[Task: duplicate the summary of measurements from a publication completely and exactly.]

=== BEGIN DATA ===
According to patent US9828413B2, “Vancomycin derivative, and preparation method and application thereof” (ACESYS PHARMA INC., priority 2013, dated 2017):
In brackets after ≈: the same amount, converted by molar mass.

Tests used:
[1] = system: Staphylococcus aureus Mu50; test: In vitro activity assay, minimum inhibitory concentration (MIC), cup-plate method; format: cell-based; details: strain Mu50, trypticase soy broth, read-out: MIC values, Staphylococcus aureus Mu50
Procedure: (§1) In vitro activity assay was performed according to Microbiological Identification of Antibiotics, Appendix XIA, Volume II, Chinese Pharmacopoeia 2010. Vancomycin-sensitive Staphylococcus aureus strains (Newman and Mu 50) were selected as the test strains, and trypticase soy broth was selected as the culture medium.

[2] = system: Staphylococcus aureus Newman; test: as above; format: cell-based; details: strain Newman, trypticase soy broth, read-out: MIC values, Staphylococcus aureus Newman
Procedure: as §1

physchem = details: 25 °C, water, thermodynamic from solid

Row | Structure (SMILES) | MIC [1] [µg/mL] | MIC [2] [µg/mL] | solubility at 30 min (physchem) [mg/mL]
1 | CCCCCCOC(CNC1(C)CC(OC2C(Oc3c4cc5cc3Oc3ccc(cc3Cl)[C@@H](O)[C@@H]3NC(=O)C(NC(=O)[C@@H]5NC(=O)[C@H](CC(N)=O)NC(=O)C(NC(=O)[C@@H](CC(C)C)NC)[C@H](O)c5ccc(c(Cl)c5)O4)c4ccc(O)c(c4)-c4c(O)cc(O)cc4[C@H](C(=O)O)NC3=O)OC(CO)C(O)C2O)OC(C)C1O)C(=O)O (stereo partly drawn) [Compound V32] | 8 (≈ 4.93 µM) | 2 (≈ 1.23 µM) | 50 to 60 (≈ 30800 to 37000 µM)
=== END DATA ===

According to patent US9828413B2, “Vancomycin derivative, and preparation method and application thereof” (ACESYS PHARMA INC., priority 2013, dated 2017):
In brackets after ≈: the same amount, converted by molar mass.

Tests used:
[1] = system: Staphylococcus aureus Mu50; test: In vitro activity assay, minimum inhibitory concentration (MIC), cup-plate method; format: cell-based; details: strain Mu50, trypticase soy broth, read-out: MIC values, Staphylococcus aureus Mu50
Procedure: (§1) In vitro activity assay was performed according to Microbiological Identification of Antibiotics, Appendix XIA, Volume II, Chinese Pharmacopoeia 2010. Vancomycin-sensitive Staphylococcus aureus strains (Newman and Mu 50) were selected as the test strains, and trypticase soy broth was selected as the culture medium.

[2] = system: Staphylococcus aureus Newman; test: as above; format: cell-based; details: strain Newman, trypticase soy broth, read-out: MIC values, Staphylococcus aureus Newman
Procedure: as §1

physchem = details: 25 °C, water, thermodynamic from solid

Row | Structure (SMILES) | MIC [1] [µg/mL] | MIC [2] [µg/mL] | solubility at 30 min (physchem) [mg/mL]
1 | CCCCCCOC(CNC1(C)CC(OC2C(Oc3c4cc5cc3Oc3ccc(cc3Cl)[C@@H](O)[C@@H]3NC(=O)C(NC(=O)[C@@H]5NC(=O)[C@H](CC(N)=O)NC(=O)C(NC(=O)[C@@H](CC(C)C)NC)[C@H](O)c5ccc(c(Cl)c5)O4)c4ccc(O)c(c4)-c4c(O)cc(O)cc4[C@H](C(=O)O)NC3=O)OC(CO)C(O)C2O)OC(C)C1O)C(=O)O (stereo partly drawn) [Compound V32] | 8 (≈ 4.93 µM) | 2 (≈ 1.23 µM) | 50 to 60 (≈ 30800 to 37000 µM)